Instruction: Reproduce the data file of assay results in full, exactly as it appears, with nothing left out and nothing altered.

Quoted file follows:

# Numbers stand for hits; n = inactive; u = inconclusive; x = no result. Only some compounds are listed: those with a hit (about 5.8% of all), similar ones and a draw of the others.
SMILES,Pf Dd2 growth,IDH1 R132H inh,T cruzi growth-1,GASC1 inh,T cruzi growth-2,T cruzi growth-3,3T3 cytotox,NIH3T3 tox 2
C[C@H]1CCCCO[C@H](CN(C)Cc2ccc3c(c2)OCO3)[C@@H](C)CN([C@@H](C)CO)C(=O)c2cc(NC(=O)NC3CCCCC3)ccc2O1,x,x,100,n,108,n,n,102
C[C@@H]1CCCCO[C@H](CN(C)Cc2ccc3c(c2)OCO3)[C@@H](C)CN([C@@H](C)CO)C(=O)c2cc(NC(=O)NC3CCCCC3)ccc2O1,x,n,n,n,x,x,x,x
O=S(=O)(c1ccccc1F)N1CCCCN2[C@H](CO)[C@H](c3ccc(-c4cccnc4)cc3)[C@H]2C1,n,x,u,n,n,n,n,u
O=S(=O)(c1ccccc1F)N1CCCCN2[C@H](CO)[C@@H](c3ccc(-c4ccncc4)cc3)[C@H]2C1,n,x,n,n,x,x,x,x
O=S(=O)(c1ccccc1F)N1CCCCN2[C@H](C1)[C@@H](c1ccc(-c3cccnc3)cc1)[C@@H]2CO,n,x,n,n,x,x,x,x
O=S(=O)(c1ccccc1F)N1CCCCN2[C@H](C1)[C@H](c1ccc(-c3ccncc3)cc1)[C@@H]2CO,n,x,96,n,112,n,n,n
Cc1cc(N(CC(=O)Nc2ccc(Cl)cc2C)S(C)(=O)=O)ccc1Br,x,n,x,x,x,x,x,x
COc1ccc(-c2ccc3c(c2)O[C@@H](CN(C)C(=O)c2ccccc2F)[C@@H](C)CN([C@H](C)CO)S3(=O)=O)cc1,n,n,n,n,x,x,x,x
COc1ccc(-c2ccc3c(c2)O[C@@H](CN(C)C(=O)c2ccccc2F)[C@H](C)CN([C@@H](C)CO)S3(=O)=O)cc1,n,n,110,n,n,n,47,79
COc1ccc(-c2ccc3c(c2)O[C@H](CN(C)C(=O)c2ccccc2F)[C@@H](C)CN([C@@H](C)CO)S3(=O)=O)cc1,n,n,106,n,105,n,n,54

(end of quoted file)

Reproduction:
# Numbers stand for hits; n = inactive; u = inconclusive; x = no result. Only some compounds are listed: those with a hit (about 5.8% of all), similar ones and a draw of the others.
SMILES,Pf Dd2 growth,IDH1 R132H inh,T cruzi growth-1,GASC1 inh,T cruzi growth-2,T cruzi growth-3,3T3 cytotox,NIH3T3 tox 2
C[C@H]1CCCCO[C@H](CN(C)Cc2ccc3c(c2)OCO3)[C@@H](C)CN([C@@H](C)CO)C(=O)c2cc(NC(=O)NC3CCCCC3)ccc2O1,x,x,100,n,108,n,n,102
C[C@@H]1CCCCO[C@H](CN(C)Cc2ccc3c(c2)OCO3)[C@@H](C)CN([C@@H](C)CO)C(=O)c2cc(NC(=O)NC3CCCCC3)ccc2O1,x,n,n,n,x,x,x,x
O=S(=O)(c1ccccc1F)N1CCCCN2[C@H](CO)[C@H](c3ccc(-c4cccnc4)cc3)[C@H]2C1,n,x,u,n,n,n,n,u
O=S(=O)(c1ccccc1F)N1CCCCN2[C@H](CO)[C@@H](c3ccc(-c4ccncc4)cc3)[C@H]2C1,n,x,n,n,x,x,x,x
O=S(=O)(c1ccccc1F)N1CCCCN2[C@H](C1)[C@@H](c1ccc(-c3cccnc3)cc1)[C@@H]2CO,n,x,n,n,x,x,x,x
O=S(=O)(c1ccccc1F)N1CCCCN2[C@H](C1)[C@H](c1ccc(-c3ccncc3)cc1)[C@@H]2CO,n,x,96,n,112,n,n,n
Cc1cc(N(CC(=O)Nc2ccc(Cl)cc2C)S(C)(=O)=O)ccc1Br,x,n,x,x,x,x,x,x
COc1ccc(-c2ccc3c(c2)O[C@@H](CN(C)C(=O)c2ccccc2F)[C@@H](C)CN([C@H](C)CO)S3(=O)=O)cc1,n,n,n,n,x,x,x,x
COc1ccc(-c2ccc3c(c2)O[C@@H](CN(C)C(=O)c2ccccc2F)[C@H](C)CN([C@@H](C)CO)S3(=O)=O)cc1,n,n,110,n,n,n,47,79
COc1ccc(-c2ccc3c(c2)O[C@H](CN(C)C(=O)c2ccccc2F)[C@@H](C)CN([C@@H](C)CO)S3(=O)=O)cc1,n,n,106,n,105,n,n,54